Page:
Well for them to get into good positions, they need someone to pass the ball to them and they should run into some space. Ideally the player in MC position should have strength good passing and be set on TTB. In this case, the beckham player cannot have RWB often, FWR on mixed or often is fine. There is a subtle difference between the two. in mixed he will sometimes go forward, in often and coupled with attacking mentality he will do that every chance he gets. How well he finds that space depends on OTB.

And cross ball often..hmm..sometimes the wingers just go down the flanks, try and dribble and all that stuff. So I would set him to mixed first...watch how he performs, if he is getting in a lot of good crosses. Then fine. Adjust based on your players skillset </div></BLOCKQUOTE>

Cheers Rashidi icon_smile.gif

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The use of OIs and arrows is important in making any tactic. OI work wonders against teams that have few midfield players and are pumping in an army upfront. So use OI to close down these players.

Arrows allow you to set up players when you have possession of the ball, this gives you passing and defending options. When you are faced with a dangerous AMC, you have 2 options. OI him or set one MC on a barrow. This will effectively prevent your DC from going for the player to early allowing for cheap goals.

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Originally posted by beverage1982:

Okay that makes sense and may actually be something i oculd translate to my villa team. i want to get the most out of Ashley Young and perhaps cutting in would help. would suggest with him i have the none or mixed option?

Also, whilst i am picking your brain, what, if any, changes would you make to the above set up if you were playing a counterattacking style?

If I want to have a counterattacking tactic then perhaps, no FWR on the fullbacks and ttb to mixed..the defensive line should be on the lowest setting of normal. Since its a c-a tactic then one touch passing may not be a good idea, some players should be on direct passing. Again this depends on the players at your disposal.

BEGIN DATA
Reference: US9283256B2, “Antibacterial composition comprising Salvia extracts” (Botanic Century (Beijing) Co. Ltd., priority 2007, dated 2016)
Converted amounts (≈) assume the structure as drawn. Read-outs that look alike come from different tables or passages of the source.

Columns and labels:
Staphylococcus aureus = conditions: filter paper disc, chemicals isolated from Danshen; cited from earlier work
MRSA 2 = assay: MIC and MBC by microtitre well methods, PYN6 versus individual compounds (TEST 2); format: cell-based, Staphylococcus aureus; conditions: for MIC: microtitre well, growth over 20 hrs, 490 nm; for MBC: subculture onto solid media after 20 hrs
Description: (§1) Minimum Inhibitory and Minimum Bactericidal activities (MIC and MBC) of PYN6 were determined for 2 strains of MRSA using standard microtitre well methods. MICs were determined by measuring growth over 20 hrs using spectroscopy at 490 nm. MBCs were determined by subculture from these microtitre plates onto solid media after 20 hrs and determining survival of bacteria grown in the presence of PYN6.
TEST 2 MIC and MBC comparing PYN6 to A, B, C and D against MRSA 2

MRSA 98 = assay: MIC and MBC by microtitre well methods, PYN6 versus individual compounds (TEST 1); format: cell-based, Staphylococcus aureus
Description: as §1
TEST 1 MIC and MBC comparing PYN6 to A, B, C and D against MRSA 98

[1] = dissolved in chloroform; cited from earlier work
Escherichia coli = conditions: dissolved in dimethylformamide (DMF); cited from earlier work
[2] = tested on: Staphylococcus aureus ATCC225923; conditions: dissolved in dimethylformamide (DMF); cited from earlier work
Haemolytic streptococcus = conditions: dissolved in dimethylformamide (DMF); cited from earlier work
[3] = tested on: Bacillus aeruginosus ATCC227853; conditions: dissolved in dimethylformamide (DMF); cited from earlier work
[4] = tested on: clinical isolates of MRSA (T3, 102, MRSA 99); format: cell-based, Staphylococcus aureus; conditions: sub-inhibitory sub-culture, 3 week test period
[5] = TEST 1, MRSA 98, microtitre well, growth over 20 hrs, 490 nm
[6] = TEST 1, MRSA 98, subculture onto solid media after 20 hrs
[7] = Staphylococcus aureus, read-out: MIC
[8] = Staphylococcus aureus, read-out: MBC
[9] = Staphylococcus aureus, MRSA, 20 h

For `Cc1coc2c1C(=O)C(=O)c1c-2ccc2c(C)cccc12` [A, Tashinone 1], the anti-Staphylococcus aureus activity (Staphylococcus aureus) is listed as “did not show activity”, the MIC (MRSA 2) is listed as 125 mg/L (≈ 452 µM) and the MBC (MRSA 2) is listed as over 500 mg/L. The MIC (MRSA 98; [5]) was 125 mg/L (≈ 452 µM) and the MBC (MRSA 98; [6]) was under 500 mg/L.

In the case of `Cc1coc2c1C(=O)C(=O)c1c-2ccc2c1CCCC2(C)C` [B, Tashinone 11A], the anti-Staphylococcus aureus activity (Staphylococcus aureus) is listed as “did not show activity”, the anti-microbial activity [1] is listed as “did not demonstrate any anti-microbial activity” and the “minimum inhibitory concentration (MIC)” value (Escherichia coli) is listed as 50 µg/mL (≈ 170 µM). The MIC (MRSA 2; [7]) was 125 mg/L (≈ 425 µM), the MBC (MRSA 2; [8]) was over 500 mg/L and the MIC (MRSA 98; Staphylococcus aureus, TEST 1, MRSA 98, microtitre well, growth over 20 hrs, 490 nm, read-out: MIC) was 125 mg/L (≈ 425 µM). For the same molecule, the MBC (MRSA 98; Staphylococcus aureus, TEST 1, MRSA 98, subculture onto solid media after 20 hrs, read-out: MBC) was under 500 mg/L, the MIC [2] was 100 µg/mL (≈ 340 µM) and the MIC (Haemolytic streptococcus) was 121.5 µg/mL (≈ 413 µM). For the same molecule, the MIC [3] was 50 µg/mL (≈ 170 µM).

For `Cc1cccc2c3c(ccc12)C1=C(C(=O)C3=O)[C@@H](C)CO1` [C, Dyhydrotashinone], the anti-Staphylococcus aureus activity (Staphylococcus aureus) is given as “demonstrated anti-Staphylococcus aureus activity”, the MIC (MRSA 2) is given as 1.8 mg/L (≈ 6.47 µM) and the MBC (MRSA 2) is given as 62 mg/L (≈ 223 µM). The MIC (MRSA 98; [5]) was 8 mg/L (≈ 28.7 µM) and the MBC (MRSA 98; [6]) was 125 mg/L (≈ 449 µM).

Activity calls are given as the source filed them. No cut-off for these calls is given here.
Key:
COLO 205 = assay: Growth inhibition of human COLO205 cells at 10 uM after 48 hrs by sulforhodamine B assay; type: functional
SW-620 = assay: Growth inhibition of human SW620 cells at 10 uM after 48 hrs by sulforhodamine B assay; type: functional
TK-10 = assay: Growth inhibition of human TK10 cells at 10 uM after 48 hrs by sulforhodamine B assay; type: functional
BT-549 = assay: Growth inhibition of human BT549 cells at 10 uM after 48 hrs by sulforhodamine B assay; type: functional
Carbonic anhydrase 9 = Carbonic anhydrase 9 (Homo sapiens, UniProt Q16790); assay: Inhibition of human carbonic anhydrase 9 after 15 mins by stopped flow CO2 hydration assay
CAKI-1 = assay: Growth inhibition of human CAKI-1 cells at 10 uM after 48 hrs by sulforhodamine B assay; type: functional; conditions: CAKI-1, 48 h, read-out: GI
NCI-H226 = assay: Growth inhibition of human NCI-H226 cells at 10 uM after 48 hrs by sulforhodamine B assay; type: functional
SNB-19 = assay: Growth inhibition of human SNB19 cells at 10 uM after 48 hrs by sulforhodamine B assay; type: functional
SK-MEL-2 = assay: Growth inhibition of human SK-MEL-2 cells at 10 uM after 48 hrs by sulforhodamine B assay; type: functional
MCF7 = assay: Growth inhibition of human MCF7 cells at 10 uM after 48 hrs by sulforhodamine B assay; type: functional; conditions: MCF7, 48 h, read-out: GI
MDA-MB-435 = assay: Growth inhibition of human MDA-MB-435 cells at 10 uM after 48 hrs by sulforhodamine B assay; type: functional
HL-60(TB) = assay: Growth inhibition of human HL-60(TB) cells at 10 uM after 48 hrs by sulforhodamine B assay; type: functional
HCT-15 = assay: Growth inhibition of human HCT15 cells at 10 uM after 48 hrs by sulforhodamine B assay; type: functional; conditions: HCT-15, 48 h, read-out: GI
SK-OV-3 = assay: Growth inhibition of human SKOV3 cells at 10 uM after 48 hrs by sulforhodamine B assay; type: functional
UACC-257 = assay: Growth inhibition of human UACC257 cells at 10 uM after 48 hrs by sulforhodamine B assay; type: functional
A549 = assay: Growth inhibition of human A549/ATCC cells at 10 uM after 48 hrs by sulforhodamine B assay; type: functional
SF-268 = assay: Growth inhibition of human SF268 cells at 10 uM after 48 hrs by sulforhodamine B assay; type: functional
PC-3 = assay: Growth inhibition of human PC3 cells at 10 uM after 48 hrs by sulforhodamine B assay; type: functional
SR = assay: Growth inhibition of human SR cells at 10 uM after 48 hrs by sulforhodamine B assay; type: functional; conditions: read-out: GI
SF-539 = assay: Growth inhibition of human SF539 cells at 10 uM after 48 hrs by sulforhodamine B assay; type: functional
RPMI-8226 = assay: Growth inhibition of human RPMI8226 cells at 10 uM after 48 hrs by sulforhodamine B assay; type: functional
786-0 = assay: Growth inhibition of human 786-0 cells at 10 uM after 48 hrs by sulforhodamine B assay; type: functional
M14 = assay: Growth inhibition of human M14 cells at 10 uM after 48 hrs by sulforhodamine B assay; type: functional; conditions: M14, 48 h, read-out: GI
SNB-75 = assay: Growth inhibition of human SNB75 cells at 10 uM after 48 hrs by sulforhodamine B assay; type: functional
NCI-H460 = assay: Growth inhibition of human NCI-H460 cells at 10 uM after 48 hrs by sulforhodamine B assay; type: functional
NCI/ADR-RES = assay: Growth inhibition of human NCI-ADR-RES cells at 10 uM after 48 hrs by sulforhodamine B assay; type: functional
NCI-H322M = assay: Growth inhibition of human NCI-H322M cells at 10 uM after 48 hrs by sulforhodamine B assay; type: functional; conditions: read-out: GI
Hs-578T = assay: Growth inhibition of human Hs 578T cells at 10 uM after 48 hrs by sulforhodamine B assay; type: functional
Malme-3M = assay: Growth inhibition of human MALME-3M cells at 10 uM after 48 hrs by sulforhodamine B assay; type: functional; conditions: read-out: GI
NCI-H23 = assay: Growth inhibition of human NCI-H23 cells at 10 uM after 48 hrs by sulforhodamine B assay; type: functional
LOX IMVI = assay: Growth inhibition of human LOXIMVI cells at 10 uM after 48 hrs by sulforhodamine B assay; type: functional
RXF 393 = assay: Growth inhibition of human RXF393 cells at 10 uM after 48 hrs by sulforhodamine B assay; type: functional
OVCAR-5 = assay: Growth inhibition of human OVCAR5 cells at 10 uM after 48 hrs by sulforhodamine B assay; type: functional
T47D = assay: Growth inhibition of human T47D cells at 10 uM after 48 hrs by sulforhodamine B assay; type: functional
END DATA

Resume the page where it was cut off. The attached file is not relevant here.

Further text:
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Originally posted by rashidi1:

I like to see them cut in and pass or cut in and make a run..that's the effect of those other settings

I have a strong feeling you don't like giving out exact settings rash..saying that though, how do you set that up?

also...

Originally posted by rashidi1:

-Midfield

There are 2 ways you can do this and it depends on what you have at your disposal. If you have a very good defensive minded MC, he is going to become a very good passing outlet, and it seems to happen automatically whether you like it or not. One MC is on mixed FWR and another should be on FWR often. This allows a bit of tick tock passing. If you want to be more adventurous, set to high tempo and passing of 1. This will see some quick one touch passing in your midfield to bring the ball up.

You mentioned 2 ways to set up the CM's, you only gave an example of one. icon_smile.gif

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one is a defensive minded MC.. and another is an offensive minded mc.

The conventional way of setting it up it via the FWR instructions. Defensive has none, so he always hangs back. The one forward can have higher closing down which would make him run around like a mad chicken.

Thats one way, another way is to barrow one mc into a central slot and have his FWR on mixed or none. This works when you are facing an AMC led attack which can be annoying.

For the wingers:

Robot-crossers...FWR often/RWB/Cross from bye

Pass and run crosses -- FWR often/RWB mixed/ Cross from bye

Cutting in wingers - FWR often/RWB often/Cross none, passing short

Now you can also affect them with......farrows..long farrows makes them run forward,pick up the ball and run, infield arrows makes them cut in and run at defenders

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Originally posted by rashidi1:

one is a defensive minded MC.. and another is an offensive minded mc.

The conventional way of setting it up it via the FWR instructions. Defensive has none, so he always hangs back. The one forward can have higher closing down which would make him run around like a mad chicken.

Thats one way, another way is to barrow one mc into a central slot and have his FWR on mixed or none. This works when you are facing an AMC led attack which can be annoying.

For the wingers:

Robot-crossers...FWR often/RWB/Cross from bye

Pass and run crosses -- FWR often/RWB mixed/ Cross from bye

Cutting in wingers - FWR often/RWB often/Cross none, passing short

Now you can also affect them with......farrows..long farrows makes them run forward,pick up the ball and run, infield arrows makes them cut in and run at defenders

And just seen this icon_biggrin.gif

Thanks for answering that. I noticed you aren't mentioning mentality at all? *hint*